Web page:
As before this book is heavily laden with the philosophy of Good versus Evil, Light and Dark. More importantly, it addresses the issues of freedom, a central tenet to the forces of Darkness. How free, they ask, can we really be?

The Light wants to make humanity better. They believe that, given the right influences and incentives, humanity can be great. But they need to be guided. Molded. Shaped. Consequently, the Light occasionally embarks on grand, world-changing plans, few of which actually work out the way they intend.

No one ever said freedom was nice....

The Dark, on the other hand, worships freedom. Every person, they say, should be free to choose his or her own path. If that path means doing good, then so be it. If it means doing evil, well, that’s cool too. The point is that every person is capable of deciding how their lives should be led, and no one – human or Other – should be able to take that freedom away from them.

It’s one of the oldest questions there is – how much freedom do we really deserve? And it’s a question that can never be definitively answered. But in these books, it’s fun to watch it play out.

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“There are some who think that we Dark Ones are evil. But that’s not true at all. We’re simply just. Proud, independent and just. And we decide things for ourselves.”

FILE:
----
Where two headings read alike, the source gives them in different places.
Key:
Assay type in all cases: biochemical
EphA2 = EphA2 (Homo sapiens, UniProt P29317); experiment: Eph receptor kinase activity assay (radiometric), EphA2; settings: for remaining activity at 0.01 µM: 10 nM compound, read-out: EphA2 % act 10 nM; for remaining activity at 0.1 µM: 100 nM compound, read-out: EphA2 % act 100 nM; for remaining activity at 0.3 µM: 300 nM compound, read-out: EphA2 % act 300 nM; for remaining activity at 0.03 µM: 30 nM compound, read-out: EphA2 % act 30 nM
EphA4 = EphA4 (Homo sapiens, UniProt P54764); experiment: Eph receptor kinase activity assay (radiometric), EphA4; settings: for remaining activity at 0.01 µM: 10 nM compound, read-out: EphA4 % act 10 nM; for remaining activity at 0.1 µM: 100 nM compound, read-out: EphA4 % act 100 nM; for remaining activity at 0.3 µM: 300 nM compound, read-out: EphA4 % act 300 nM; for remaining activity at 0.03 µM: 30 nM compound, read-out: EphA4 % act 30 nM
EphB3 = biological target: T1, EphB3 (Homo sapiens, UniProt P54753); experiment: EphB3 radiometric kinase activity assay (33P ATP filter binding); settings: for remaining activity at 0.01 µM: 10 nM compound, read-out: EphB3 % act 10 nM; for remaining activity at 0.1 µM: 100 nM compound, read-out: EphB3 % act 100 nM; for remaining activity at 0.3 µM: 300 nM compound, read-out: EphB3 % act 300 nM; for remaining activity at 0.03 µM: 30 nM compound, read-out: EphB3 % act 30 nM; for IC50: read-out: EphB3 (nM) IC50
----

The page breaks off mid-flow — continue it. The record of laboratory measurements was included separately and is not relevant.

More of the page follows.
– Alisa, of the Day Watch, The Day Watch
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The Day Watch on Wikipedia
Sergei Lukyanenko on Wikipedia
Sergei Lukyanenko’s website (in English)
The Day Watch at Amazon.com

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Review 124: The Night Watch

The Night Watch by Sergei Lukyanenko

This review has been approved for distribution as conducive to the cause of the Light. – The Night Watch

This review has been approved for distribution as conducive to the cause of the Dark. – The Day Watch

Imagine a world where magic is real. A place where people known as Others are born with powers they don’t understand. Their destinies are unwritten until that fateful day when they first become an Other – when they discover the strange, shadowy and powerful world known as the Twilight – and have to make a choice: will they stand with the Light or with the Dark. Will they dedicate their lives to Good or Evil?

Maybe it ain't what it used to be, but it's still dramatic.... (art by mirerror on DeviantArt)

It’s not an easy decision to make, by any means. Joining either side has its limitations and its rules, for the battle between Good and Evil isn’t what it used to be.

Long ago, it was simple – Good fought Evil, Dark fought Light, and blood was shed on both sides. It was a vicious, unending war that threatened to decimate the world. Finally, the two sides reached an agreement. A Treaty, well deserving of the capital letter. There would be a truce between the two sides, a balance that would be maintained at all costs. Any act of evil would be balanced by an act of goodness, and vice versa. Neither side is to have an advantage.